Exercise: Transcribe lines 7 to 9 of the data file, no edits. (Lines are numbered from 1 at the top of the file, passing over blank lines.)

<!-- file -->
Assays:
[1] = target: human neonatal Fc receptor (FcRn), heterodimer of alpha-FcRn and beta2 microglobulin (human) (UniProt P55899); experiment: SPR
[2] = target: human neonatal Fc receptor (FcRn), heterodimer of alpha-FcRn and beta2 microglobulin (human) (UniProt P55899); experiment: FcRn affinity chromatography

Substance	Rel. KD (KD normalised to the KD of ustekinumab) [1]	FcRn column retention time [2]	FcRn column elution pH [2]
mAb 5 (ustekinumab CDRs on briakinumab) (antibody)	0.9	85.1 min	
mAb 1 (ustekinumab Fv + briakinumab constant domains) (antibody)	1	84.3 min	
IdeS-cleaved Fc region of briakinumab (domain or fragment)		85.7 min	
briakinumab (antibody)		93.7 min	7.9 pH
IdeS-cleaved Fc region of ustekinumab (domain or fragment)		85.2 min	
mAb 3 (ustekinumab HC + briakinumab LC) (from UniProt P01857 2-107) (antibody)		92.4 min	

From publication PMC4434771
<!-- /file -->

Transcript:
IdeS-cleaved Fc region of briakinumab (domain or fragment)		85.7 min	
briakinumab (antibody)		93.7 min	7.9 pH
IdeS-cleaved Fc region of ustekinumab (domain or fragment)		85.2 min	